Hitching part 1: hitch irons

Anthony

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Great threads Anthony and I know you do well on the hitch on your local! 👍 :)👍

As Keirstream mentioned I have had success with it on the lower North Esk and following that on the River Finn. Years ago I had dabbled with it on the Moy town beats and Balisodare and had some success.. but only really got 'the bug' after Morphie. It really is hard to beat seeing the visual take and something nice about fishing light and fancy free if that makes sense, as I find it allows you to fish little spots, pots and runs that are much harder with sunk lines and flies.

Here's a vid from last season that I've posted before but is quite topical:

Great video I'm still working on this technique as I'm convinced it will work all the time. The fact that I got them to react when I previously thought it was useless tells me there's more to discover with it.
 

easky

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Great video I'm still working on this technique as I'm convinced it will work all the time. The fact that I got them to react when I previously thought it was useless tells me there's more to discover with it.
thanks and yep I think there is a lot to learn and experiment with in terms of its versatility and breath of application, and its undoubtedly much more effective that just a 'low water technique' to be tried only when all else has failed!

Interesting you mention about tying the tube versions and in particular angling the hole - by coincidence I've been tying some recently and did two holes and straight through at a right angle. I normally change the leader depending on which bank which can be a faff, so using just one hole appeals, though I presume its best with a symmetrical/equal tying rather than a 'top and bottom' (wing and beard) ? And with the angling of the hole - is that just to increase how parallel to the flow you want the fly to hitch?
 

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Anthony

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thanks and yep I think there is a lot to learn and experiment with in terms of its versatility and breath of application, and its undoubtedly much more effective that just a 'low water technique' to be tried only when all else has failed!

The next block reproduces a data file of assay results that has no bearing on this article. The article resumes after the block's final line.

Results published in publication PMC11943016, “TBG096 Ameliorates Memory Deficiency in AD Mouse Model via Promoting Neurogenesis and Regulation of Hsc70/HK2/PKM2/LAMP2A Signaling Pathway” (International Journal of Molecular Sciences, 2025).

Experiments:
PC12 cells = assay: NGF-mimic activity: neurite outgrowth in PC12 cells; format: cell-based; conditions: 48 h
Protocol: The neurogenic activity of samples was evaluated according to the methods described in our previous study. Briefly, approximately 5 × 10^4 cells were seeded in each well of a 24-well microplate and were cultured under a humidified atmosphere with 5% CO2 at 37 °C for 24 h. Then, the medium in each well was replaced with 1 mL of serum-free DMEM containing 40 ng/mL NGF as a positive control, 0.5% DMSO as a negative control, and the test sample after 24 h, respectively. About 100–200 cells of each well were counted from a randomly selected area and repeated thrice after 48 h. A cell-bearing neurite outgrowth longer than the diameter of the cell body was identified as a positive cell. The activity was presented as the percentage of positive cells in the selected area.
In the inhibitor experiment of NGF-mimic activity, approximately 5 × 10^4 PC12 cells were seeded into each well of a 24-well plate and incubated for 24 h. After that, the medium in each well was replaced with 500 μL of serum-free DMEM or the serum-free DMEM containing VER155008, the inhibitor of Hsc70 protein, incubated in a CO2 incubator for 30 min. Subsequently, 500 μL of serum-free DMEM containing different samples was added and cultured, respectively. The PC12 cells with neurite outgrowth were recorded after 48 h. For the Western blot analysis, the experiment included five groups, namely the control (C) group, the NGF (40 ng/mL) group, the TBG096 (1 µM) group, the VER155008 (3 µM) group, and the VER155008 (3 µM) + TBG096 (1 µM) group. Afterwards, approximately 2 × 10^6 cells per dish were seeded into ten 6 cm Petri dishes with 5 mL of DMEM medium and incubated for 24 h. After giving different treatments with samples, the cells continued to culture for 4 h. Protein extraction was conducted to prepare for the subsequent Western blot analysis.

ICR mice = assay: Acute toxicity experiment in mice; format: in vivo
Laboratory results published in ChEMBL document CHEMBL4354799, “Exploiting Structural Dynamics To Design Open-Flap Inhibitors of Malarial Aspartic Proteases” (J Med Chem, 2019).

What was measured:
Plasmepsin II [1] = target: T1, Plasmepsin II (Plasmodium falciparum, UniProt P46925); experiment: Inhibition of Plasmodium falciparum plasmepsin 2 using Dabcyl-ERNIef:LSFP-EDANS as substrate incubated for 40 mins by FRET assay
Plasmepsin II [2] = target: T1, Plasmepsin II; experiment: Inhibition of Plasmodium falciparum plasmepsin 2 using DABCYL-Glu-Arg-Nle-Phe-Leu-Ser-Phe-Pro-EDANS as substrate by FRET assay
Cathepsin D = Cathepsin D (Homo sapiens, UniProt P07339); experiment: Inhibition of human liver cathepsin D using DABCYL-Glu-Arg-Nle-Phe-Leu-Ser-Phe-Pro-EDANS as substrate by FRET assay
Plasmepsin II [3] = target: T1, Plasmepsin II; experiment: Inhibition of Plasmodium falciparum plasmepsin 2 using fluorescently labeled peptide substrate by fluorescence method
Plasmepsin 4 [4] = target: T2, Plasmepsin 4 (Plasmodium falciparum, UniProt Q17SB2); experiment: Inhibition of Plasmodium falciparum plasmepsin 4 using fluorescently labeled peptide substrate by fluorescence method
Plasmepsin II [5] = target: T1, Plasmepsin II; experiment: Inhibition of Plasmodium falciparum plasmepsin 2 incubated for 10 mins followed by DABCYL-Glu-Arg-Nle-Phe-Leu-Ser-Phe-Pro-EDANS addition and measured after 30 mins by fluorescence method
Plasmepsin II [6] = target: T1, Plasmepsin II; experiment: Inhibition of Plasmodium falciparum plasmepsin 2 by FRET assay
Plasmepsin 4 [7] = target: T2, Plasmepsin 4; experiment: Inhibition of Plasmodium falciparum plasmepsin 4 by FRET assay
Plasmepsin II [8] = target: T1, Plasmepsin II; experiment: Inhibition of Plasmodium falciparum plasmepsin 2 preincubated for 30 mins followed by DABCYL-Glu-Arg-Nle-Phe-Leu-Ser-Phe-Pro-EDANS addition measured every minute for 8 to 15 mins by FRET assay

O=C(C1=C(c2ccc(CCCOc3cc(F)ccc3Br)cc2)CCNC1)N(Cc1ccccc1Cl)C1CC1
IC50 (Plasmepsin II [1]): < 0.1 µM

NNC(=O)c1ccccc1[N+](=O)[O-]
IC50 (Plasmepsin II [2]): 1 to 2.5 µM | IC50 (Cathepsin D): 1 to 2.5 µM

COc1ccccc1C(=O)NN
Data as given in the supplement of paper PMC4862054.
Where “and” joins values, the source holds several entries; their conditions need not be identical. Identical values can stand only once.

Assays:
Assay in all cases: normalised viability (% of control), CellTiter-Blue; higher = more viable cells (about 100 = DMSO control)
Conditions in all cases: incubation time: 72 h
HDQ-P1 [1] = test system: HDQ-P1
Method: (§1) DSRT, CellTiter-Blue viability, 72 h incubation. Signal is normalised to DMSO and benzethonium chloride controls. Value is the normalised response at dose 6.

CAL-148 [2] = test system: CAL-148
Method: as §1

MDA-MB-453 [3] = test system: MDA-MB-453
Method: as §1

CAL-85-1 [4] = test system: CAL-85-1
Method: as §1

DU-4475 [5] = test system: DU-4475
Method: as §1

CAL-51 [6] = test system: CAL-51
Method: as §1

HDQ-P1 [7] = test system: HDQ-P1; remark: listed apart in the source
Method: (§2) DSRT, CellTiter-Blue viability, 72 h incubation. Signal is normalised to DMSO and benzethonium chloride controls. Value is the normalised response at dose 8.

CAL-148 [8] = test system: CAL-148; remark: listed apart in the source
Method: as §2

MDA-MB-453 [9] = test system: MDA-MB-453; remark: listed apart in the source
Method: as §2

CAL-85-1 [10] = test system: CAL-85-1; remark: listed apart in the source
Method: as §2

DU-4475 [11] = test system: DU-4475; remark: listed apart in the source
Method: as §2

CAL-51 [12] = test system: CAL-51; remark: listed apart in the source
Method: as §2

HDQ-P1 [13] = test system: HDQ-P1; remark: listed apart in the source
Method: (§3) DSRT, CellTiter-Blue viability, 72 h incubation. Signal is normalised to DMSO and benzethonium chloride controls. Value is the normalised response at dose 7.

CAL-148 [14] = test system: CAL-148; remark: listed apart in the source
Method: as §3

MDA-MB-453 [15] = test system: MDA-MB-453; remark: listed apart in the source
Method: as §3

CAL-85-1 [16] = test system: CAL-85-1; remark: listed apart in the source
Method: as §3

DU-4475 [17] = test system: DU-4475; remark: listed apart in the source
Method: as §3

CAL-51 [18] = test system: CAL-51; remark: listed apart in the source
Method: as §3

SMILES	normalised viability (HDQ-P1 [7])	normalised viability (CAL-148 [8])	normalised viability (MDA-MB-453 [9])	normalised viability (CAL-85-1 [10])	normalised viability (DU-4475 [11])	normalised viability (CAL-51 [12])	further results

Interesting you mention about tying the tube versions and in particular angling the hole - by coincidence I've been tying some recently and did two holes and straight through at a right angle. I normally change the leader depending on which bank which can be a faff, so using just one hole appeals, though I presume its best with a symmetrical/equal tying rather than a 'top and bottom' ? And with the angling of the hole is that just to increase how parallel to the flow you want the fly to hitch?
Honestly I don't think it matters.
I'm quite lazy when it comes to changing leaders a retying knots. It didn't seem to make any difference.
 

Anthony

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thanks and yep I think there is a lot to learn and experiment with in terms of its versatility and breath of application, and its undoubtedly much more effective that just a 'low water technique' to be tried only when all else has failed!

Interesting you mention about tying the tube versions and in particular angling the hole - by coincidence I've been tying some recently and did two holes and straight through at a right angle. I normally change the leader depending on which bank which can be a faff, so using just one hole appeals, though I presume its best with a symmetrical/equal tying rather than a 'top and bottom' (wing and beard) ? And with the angling of the hole - is that just to increase how parallel to the flow you want the fly to hitch?
I like to put a needle in the hole and push it out the end of the tube. I don't burn a hole anymore as it can buckle the tube and leave a black finish at the hole. Doing that I'm probably getting a 30 degree angle in it.

Doing that the angle of the hole is smaller and the fly fishes a little straighter.

Some do 90 degrees , Heinrich mortenson does 80 degrees. 90 degrees can be really awkward with two holes, on a cold or midge filled evening.
 

nickolas

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My next post

I have had any joy on dries either. But once I dropped a hook over a small bridge by accident. It stayed on the surface and got halfway down the pool when a salmon came clean out of the water for it.

This year I think we're going to try it in a tag team. I will locate the fish with a hitch and then my mate will step in with a dry fly.
Interesting I have seen sea trout on the Tamar taking dry fly of the surface, yet to ground bate with flies for salmon ✌️
 

Anthony

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Interesting I have seen sea trout on the Tamar taking dry fly of the surface, yet to ground bate with flies for salmon ✌️
There's a guy out there that had fantastic success using a large klinkhammer for salmon in an area where dry fly fishing wasn't used. Apparently then even announced it on his local radio station as he fished and it drew a crowd.

Might be a little better than the typical bomber type flies as there's some body under the surface
 

iainmortimer

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There's a guy out there that had fantastic success using a large klinkhammer for salmon in an area where dry fly fishing wasn't used. Apparently then even announced it on his local radio station as he fished and it drew a crowd.

Might be a little better than the typical bomber type flies as there's some body under the surface
Given that dapping on the lochs, and even in the sea, with a daddy long legs will bring salmon up I can't see why using a dry on a river wouldn't work.
 

nickolas

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Given that dapping on the lochs, and even in the sea, with a daddy long legs will bring salmon up I can't see why using a dry on a river wouldn't work.